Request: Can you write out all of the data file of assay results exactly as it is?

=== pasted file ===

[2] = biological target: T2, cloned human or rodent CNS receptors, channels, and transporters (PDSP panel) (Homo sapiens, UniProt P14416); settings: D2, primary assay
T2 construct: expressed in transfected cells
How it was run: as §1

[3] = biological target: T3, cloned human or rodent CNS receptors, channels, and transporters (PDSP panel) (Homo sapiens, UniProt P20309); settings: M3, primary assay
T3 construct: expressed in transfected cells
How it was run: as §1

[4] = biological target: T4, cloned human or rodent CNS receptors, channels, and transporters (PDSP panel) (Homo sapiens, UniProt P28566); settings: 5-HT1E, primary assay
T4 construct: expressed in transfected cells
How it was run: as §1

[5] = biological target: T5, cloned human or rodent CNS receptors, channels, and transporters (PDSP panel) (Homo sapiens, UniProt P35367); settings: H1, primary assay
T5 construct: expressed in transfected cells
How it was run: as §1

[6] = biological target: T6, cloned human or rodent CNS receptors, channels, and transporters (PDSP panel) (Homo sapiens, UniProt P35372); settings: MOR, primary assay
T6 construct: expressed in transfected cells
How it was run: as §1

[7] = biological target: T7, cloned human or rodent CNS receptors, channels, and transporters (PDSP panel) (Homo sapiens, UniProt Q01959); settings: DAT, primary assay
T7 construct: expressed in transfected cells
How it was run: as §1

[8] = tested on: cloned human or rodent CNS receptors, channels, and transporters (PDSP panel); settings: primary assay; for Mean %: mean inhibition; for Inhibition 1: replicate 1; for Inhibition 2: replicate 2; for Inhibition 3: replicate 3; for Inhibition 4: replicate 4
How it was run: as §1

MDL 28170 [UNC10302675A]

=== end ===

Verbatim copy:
[2] = biological target: T2, cloned human or rodent CNS receptors, channels, and transporters (PDSP panel) (Homo sapiens, UniProt P14416); settings: D2, primary assay
T2 construct: expressed in transfected cells
How it was run: as §1

[3] = biological target: T3, cloned human or rodent CNS receptors, channels, and transporters (PDSP panel) (Homo sapiens, UniProt P20309); settings: M3, primary assay
T3 construct: expressed in transfected cells
How it was run: as §1

[4] = biological target: T4, cloned human or rodent CNS receptors, channels, and transporters (PDSP panel) (Homo sapiens, UniProt P28566); settings: 5-HT1E, primary assay
T4 construct: expressed in transfected cells
How it was run: as §1

[5] = biological target: T5, cloned human or rodent CNS receptors, channels, and transporters (PDSP panel) (Homo sapiens, UniProt P35367); settings: H1, primary assay
T5 construct: expressed in transfected cells
How it was run: as §1

[6] = biological target: T6, cloned human or rodent CNS receptors, channels, and transporters (PDSP panel) (Homo sapiens, UniProt P35372); settings: MOR, primary assay
T6 construct: expressed in transfected cells
How it was run: as §1

[7] = biological target: T7, cloned human or rodent CNS receptors, channels, and transporters (PDSP panel) (Homo sapiens, UniProt Q01959); settings: DAT, primary assay
T7 construct: expressed in transfected cells
How it was run: as §1

[8] = tested on: cloned human or rodent CNS receptors, channels, and transporters (PDSP panel); settings: primary assay; for Mean %: mean inhibition; for Inhibition 1: replicate 1; for Inhibition 2: replicate 2; for Inhibition 3: replicate 3; for Inhibition 4: replicate 4
How it was run: as §1

MDL 28170 [UNC10302675A]